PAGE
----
Monday, November 25, 2013

Will You Still Love Me Tomorrow?

I think I have become old and crotchety. At least that's how I feel sometimes. Usually when I am around children aged 5 and below. I love babies...until they are about 2. I don't want any part of tantrums, toilet training, and tattling. We have a long-standing rule in our house that goes like this: Unless someone really hurt you or you hurt them, don't tattle. No, that doesn't mean your brother accidentally bumped into you. No that doesn't mean because you don't live in my house you can tattle. It means don't tattle. Period. I don't play.

My parenting style is far different than the kinder, gentler approach that many young parents take. I'm not going to ask a child to behave. I am going to tell them to behave. I'm not going to please and thank them for doing what they are supposed to do as if it was some favor to me. "Thank you for picking up those blocks you threw across the room when you were frustrated." "Please stop poking your baby sister in the eye!" For Real? I believe in teaching manners, just not like that.

I'm being completely real, friends: Bad. Kids. Get. On. My. Nerves. Come on, parents, we gotta do better! Did your parents discipline you? Do you love them still? Your child is not gonna stop loving you if you discipline them. However, your kid is not gonna respect you if you ask them, "Please stop slapping Mommy in the face; that hurts Mommy's feelings, and makes Mommy cry when you do that." Seriously? That makes me wanna slap myself in the face.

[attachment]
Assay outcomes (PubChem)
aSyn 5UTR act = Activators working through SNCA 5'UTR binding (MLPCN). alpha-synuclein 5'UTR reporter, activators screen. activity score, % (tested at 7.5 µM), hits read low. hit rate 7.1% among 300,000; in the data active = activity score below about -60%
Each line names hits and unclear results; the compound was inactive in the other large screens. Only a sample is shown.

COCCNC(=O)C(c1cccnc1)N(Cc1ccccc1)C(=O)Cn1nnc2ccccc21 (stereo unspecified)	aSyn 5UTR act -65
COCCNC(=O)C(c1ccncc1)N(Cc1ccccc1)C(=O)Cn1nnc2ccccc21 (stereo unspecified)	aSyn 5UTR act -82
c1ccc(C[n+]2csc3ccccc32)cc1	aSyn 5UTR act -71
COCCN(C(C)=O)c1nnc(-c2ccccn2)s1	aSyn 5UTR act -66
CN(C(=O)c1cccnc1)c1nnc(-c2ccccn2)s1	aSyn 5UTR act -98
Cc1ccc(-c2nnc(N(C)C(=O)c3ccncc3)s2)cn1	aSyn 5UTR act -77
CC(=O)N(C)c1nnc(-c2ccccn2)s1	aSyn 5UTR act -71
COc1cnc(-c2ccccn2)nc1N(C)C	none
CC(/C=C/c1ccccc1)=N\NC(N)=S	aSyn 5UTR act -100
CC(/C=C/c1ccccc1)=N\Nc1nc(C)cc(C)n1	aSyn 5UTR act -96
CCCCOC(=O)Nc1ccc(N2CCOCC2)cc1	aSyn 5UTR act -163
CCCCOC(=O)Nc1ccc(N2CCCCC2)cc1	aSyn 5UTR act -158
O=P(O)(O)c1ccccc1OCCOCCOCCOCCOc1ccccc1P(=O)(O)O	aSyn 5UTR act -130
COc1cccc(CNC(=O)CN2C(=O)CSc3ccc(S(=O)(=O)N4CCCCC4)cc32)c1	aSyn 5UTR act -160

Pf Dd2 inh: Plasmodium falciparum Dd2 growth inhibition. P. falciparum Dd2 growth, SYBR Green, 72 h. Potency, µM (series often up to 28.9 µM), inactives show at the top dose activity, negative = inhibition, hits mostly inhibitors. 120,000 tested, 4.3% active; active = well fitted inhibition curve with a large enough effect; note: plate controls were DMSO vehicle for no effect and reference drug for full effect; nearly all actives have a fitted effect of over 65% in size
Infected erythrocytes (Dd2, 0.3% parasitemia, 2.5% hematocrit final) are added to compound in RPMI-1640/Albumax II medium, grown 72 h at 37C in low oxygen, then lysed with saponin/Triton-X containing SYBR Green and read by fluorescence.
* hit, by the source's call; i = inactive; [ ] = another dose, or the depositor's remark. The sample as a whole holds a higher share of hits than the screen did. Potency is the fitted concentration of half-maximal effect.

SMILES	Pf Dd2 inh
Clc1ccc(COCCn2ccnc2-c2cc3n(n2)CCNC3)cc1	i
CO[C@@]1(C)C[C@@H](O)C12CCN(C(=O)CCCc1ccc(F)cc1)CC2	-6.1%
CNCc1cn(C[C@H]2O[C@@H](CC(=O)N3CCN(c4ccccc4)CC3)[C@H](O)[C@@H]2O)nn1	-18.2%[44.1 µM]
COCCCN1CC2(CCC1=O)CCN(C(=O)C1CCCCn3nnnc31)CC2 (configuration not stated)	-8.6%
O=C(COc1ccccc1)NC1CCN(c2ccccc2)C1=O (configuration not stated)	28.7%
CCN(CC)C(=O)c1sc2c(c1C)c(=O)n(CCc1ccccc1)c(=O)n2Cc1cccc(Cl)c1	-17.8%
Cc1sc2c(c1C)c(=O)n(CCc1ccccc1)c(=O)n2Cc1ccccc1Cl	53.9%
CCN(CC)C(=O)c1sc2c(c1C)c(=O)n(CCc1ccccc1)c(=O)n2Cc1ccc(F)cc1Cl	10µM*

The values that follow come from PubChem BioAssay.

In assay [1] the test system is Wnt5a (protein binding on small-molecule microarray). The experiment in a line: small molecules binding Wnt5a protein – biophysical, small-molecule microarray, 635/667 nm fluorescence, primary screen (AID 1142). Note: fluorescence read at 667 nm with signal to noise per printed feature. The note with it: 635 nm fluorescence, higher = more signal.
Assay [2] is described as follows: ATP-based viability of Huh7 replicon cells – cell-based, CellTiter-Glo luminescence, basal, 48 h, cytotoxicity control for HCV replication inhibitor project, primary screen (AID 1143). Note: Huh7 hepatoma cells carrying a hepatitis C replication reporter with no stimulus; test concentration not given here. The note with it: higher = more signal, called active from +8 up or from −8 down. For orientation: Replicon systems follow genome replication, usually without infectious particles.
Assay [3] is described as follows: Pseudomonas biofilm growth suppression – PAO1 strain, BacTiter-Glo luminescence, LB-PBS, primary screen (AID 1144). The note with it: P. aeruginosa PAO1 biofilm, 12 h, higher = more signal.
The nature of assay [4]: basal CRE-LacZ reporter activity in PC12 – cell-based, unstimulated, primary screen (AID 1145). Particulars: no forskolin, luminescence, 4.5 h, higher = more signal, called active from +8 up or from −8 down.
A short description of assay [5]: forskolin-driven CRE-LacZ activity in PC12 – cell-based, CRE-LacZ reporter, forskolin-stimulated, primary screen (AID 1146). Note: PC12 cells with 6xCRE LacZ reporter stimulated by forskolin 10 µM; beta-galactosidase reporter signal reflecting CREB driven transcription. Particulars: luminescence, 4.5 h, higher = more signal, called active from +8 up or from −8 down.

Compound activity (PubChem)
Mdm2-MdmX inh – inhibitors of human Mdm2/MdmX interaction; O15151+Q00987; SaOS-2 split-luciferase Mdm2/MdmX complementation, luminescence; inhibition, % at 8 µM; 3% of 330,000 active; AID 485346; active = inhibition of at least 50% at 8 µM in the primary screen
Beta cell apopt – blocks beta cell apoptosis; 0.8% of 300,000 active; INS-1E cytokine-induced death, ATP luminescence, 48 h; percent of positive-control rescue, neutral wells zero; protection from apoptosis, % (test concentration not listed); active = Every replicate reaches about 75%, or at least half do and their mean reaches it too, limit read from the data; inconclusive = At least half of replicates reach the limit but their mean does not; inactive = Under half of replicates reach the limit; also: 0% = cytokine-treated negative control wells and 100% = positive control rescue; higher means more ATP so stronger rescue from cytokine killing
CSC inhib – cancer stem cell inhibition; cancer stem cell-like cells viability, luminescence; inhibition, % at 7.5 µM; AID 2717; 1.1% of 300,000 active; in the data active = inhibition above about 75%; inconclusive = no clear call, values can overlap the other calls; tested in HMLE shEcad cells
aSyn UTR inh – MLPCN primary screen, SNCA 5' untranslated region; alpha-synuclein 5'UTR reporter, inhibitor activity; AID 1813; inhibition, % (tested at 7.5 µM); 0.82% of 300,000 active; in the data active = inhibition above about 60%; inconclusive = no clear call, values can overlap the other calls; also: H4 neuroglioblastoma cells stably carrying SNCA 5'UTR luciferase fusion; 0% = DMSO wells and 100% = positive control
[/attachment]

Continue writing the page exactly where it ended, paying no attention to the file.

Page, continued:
Don't be scared to put the fear of God and MOM in your kids. One time, I walked around Walmart with Lily screaming her head off because, "I told you if you were sassy you couldn't have a sucker, and guess what: YOU WERE SASSY AND YOU ARE NOT GETTING IT." I didn't feel bad for Lil, though I did cut my grocery shopping short because we were disruptive to any people who may have been enjoying their shopping experience.

I got lots of dirty looks, and she got many sympathetic smiles, but it wasn't about me being judged as a mother--I don't care--it was about being a parent and teaching my child that I mean what I say. She may have learned that I was shameless and didn't care about shopping with a screaming, snotty, slobbering 3-year-old, but she also learned that she wasn't gonna get her way with tantrums. And that, my friends, was the LAST fit she threw at the store.